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Swing Hard,  Sweet Champion on Game and Player

Swing Hard,  Sweet Champion

Michael Ubaldi  //  January 25, 2010

WoW's protection warrior is due a damage increase.


ear with me as I brainstorm in mostly jargon.

The warrior — seen in legend as Sigurd, Bran the Blessed, Cuchulainn — holds a longstanding place in Blizzard Entertainment's World of Warcraft. For the first few years after the MMO's release, the sword-and-shield variety of this class was the first, and some might argue only, choice for the dungeon-crawling vanguard position of "tank." Mages invoke, priests heal, rogues stalk; the tank stands between them and the enemy, seizing the attention of any monster at hand.

Until the end of WoW's first expansion, The Burning Crusade, neither the paladin nor the druid could catch arrows, quarrels, caltrops, axes and bad intentions better when serving as the colorfully celebrated "meat shield." With the November 2008 release of Wrath of the Lich King, a fourth class for tanking — the saturnine death knights — joined the stable. Fifteen months and four tiers of epic weapons and armor later, a confluence of playstyle, content, and readjustments from Blizzard's design team leaves the quartet in four distinct places.

Warriors do not lead in a single major category. They trail druids and paladins in terms of hardiness, or effective health — the ability to block, evade or simply withstand damage. Paladins and death knights, with unique, persistent area-of-effect abilities, can gather and hold groups of enemies more easily than druids and warriors. And every other class can mete out more damage per second (DPS) than a comparably geared warrior by at least 20 percent.

This last metric of inferiority, once a matter of player debate, is now one of policy. Greg "Ghostcrawler" Street, Blizzard's lead systems designer, announced a tune-up of warrior damage; intended to accompany a few curtailments of the class seeing overuse in player-versus-player matches. The warrior's settling to the bottom has been gradual and inconspicuous. But Festergut, a particularly challenging, timed boss in the new Icecrown Citadel raid instance, has some players fingering the class for failing to beat the clock.

While I don't have much sympathy for arguments that protection warrior DPS prevents raids from beating progression content — for the simple fact that appropriately geared guilds with warrior tanks are succeeding — I acknowledge that the warrior's damage ranks a distant fourth. Aside from the exploitation of certain combinations of gear and abilities in player-versus-player contests, there is little justification for it; nor an explanation beyond emergent mechanics over the course of this expansion.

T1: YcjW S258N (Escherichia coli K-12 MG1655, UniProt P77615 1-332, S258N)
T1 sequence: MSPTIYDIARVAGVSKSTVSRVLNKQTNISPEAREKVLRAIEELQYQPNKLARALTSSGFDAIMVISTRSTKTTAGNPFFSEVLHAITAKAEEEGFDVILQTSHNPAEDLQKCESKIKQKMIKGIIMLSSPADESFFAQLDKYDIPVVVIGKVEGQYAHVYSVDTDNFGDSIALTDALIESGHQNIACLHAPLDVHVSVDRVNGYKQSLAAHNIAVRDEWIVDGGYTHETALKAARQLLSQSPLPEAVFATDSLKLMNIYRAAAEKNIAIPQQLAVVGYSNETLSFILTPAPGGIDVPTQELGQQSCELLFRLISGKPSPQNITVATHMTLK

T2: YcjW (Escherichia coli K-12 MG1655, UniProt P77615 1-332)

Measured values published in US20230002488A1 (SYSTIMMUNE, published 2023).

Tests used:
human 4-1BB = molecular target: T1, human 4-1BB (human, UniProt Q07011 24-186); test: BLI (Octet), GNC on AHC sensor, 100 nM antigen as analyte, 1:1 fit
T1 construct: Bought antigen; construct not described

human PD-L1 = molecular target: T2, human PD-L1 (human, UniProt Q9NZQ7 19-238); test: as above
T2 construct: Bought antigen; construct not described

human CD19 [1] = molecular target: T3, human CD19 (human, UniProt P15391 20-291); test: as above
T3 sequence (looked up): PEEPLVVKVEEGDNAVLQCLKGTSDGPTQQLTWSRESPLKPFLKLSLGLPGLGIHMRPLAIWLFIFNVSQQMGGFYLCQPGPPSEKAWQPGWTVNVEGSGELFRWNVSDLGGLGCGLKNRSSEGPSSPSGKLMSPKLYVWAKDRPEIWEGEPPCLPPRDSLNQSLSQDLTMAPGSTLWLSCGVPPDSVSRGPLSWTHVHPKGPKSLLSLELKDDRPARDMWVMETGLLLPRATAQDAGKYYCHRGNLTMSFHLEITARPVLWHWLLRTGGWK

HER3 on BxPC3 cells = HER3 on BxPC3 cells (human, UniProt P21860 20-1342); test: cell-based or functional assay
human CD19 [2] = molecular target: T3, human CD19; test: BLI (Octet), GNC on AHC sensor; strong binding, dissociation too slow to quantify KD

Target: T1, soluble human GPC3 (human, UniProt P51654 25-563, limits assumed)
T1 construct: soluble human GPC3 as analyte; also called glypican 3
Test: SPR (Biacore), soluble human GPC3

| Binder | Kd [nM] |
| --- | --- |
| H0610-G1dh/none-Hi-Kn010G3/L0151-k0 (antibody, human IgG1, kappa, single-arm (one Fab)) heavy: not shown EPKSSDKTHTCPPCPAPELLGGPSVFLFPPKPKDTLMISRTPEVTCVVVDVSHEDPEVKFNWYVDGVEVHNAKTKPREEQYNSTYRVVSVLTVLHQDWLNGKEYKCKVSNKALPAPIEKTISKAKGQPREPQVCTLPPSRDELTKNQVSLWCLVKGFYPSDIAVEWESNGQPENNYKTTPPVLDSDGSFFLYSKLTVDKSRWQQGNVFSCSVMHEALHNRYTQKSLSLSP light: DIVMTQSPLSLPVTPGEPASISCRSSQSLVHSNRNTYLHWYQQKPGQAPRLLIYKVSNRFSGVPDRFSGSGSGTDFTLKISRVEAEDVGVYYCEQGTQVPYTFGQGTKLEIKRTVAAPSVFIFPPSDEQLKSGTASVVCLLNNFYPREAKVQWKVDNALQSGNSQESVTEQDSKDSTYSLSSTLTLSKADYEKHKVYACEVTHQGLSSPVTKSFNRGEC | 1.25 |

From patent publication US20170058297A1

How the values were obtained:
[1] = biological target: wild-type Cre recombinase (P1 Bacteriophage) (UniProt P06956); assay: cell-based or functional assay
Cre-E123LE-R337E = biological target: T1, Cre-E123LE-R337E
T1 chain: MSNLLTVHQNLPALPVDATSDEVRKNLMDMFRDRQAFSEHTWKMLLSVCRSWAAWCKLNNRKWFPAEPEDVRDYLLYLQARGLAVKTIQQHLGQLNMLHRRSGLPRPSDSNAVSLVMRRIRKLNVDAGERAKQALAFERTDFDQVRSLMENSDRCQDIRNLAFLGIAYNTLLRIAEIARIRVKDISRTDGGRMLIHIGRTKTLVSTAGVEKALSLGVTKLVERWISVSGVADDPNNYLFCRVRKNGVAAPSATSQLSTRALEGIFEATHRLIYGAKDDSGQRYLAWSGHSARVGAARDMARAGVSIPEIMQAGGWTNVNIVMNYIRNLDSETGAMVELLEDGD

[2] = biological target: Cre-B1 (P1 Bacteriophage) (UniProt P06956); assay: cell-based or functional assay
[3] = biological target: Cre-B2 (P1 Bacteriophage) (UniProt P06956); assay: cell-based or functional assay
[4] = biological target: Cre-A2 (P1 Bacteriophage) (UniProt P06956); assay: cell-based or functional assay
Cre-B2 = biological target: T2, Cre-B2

It may not be possible to make up for the disparity before the release of Cataclysm, the expansion which is all but a sequel. Still, I have a few suggestions. They can be picked and chosen; no need to apply them all.

Remove the 5% damage reduction of defensive stance. Symmetry to the balanced battle stance and headstrong berserker stance looks attractive on paper and seems to function properly in level ranges up to 65 or so, but the penalty serves no good purpose in endgame player-versus-environment encounters; especially in contrast to the powerful damage modifiers of the other stances practically unavailable to a protection warrior. This is the single, most direct method for increasing sustained DPS.

Revitalize the Revenge ability. Something is wrong when a substantial minority of warrior players passes over the two-point talent investment for a fundamental ability. Ghostcrawler believes only an "enormous" boost would noticeably contribute. Make it enormous, then. Increase the damage multiplier of Improved Revenge three-, four- or fivefold. Or consider reducing the ability's cooldown. Revenge rewards successful blocking or evasion — a riposte by any other name, it is essential to the shield-cradling portrait of the game's traditional tank. It should figure much higher in DPS breakdowns.

Increase the scale of One-Handed Weapon Specialization to 1/3/6/9/12%. Currently, the fully invested talent increases damage by 10 percent. Is that modifier calculated; or round, and perhaps a little arbitrary? Twelve percent, a twenty percent increase, is a bit less arbitrary — and like removing the damage penalty for defensive stance, raises protection warrior DPS as evenly as possible.

Widen the arc of Cleave permanently. The Glyph of Cleaving allows warriors to strike three, rather than two, enemies with the wide-arc slashing ability Cleave. In the past, Blizzard developers have admitted that glyphs often provide a usefully tentative means of testing new or augmented abilities. Is the Glyph of Cleaving is a successful trial balloon? Say it is: remove it from the game and incorporate the extra target into the Cleave baseline.

What will Blizzard do? We don't know exactly, although Ghostcrawler intimated that a single-target ability here or there should be hitting harder. Leave it to the developers: few companies as valuable as this one speak directly, let alone adumbrate, in front of players. There are classes to balance, customers to keep happy, and an iron-plated legacy to preserve.

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